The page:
Although I sympathize with Suzy's discomfort, it really sounds like a Halloween party, and even being out and about on Halloween, are not good ideas for her. If she chooses to do so anyway, I think it's on her if she sees something--perfectly reasonable for the holiday--that upsets her.
The only thing I would do is mention to Suzy that guests at the party might, in fact, be wearing masks or make-up, since you had previously assured her this was unlikely. Then she can decide if she wants to come or not. Personally I wouldn't offer to text her about the costumes once the party started, if only because someone might arrive later or put on a mask/make-up and I wouldn't want to have given Suzy incorrect information--nor would I want to dictate what my guests wore to that extent.
To address the larger question, To what extent can or should the host of a Halloween Party put parameters around guests costumes?
which I do think is an interesting one... I seem to recall threads here where people wanted to know if they could say something like, "Guests MUST arrive in costume/guests without costumes will be turned away!" or if someone was rude for attending a "costume party" without a costume. I can't remember what the consensus was, though.
I guess my first thought is, if the invitation clearly states it's a costume party, or a "black and white" party, or something else with a specific dress code (not just formal/semi-formal/business casual), then you know
that from the beginning, and if you don't want to dress like that, I think you should decline the invitation and stay home. This is assuming it's just a fun party, and not someone's wedding or some other event of greater significance. It seems a little party-pooper, or attention-getting, to arrive at a costume party with no costume or to wear a bright green dress to a black-and-white party. I think one should think about one's motivation in even attending, if one isn't going to "get in the spirit" of the event.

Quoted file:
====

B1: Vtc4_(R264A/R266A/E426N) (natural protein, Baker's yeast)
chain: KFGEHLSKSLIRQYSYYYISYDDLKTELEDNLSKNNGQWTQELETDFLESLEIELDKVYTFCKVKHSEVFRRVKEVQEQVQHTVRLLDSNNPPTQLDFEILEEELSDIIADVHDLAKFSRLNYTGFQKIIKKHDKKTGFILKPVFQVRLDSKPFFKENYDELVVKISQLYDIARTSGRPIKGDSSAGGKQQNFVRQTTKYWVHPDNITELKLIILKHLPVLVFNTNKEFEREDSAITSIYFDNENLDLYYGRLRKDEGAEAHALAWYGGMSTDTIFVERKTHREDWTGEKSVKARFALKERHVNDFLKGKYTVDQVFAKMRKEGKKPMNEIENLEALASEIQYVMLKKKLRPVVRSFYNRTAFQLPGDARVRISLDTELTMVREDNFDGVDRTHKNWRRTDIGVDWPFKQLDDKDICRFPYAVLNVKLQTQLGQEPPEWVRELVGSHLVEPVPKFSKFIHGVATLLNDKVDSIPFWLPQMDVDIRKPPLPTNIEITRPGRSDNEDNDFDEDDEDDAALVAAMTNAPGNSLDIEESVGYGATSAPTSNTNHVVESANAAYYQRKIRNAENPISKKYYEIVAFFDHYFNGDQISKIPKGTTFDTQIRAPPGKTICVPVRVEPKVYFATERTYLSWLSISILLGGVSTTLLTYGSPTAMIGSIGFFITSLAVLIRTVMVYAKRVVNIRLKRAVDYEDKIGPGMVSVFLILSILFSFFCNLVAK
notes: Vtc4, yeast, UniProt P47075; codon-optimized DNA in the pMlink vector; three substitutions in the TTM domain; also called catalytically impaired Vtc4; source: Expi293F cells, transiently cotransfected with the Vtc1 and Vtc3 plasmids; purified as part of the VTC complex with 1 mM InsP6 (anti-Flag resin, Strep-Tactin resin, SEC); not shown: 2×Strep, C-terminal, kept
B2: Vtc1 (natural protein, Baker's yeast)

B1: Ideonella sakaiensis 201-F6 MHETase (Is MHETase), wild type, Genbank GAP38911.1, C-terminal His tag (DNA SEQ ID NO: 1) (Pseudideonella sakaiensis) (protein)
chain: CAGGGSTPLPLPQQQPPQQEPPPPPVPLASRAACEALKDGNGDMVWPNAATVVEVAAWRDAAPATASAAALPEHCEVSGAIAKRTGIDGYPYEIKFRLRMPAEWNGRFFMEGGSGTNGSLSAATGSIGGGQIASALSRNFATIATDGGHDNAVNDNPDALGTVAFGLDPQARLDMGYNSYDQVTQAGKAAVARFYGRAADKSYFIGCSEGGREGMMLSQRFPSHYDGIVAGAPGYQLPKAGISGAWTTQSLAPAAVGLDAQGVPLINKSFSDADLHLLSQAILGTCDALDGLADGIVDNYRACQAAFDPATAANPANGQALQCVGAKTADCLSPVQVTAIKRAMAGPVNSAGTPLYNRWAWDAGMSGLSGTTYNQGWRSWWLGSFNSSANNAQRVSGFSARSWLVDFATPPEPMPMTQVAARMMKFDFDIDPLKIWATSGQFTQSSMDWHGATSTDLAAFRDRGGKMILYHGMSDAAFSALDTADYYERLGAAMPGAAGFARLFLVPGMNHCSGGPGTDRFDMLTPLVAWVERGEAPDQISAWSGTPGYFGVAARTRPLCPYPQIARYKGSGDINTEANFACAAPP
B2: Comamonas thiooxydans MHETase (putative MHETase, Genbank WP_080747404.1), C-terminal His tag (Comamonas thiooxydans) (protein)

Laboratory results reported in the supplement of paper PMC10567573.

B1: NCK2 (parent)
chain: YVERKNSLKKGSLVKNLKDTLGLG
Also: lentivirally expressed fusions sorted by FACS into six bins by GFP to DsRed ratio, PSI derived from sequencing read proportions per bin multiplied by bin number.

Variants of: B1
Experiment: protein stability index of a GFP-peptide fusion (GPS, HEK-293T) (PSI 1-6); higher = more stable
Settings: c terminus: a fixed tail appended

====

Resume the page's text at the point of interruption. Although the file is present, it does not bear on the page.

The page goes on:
On the other side, as a host, I just can't see myself refusing to let someone in if they weren't dressed in the spirit of the party. That would be a pretty bold move. Maybe not rude, I'm not sure; but definitely hurtful to the relationship
. I would probably let the person in and then next year, not invite them. Maybe I would keep some easy costume accessories on hand and see if the costume-less guest will at least wear that--hat, cape, boa, glasses with the nose and mustache attached, that kind of thing.
I'm thinking of someone who defiantly says, "I'm not wearing a costume." I consider it okay if someone is in normal clothes but has a line prepared like, "I'm a serial killer. They look just like everyone else." In other words I would consider having a costume to be yes/no--I wouldn't say, "Your costume isn't good enough
for the party." To me that's taking it beyond the "friendly Halloween party" and if you want to have a party where only serious, time-consuming costumes are used, you should make sure your guest list consists of only like-minded people, like a "Halloween costume connoisseur party."
The only other reasonable limit I can think of would be saying, "This is a family-friendly party, so please keep that in mind with your costumes." If the behavior of one of last year's guests prompts you to think of rules like, "No nudity, no racist costumes, no live power tools or real weapons," I'm gonna say, just don't invite that person again.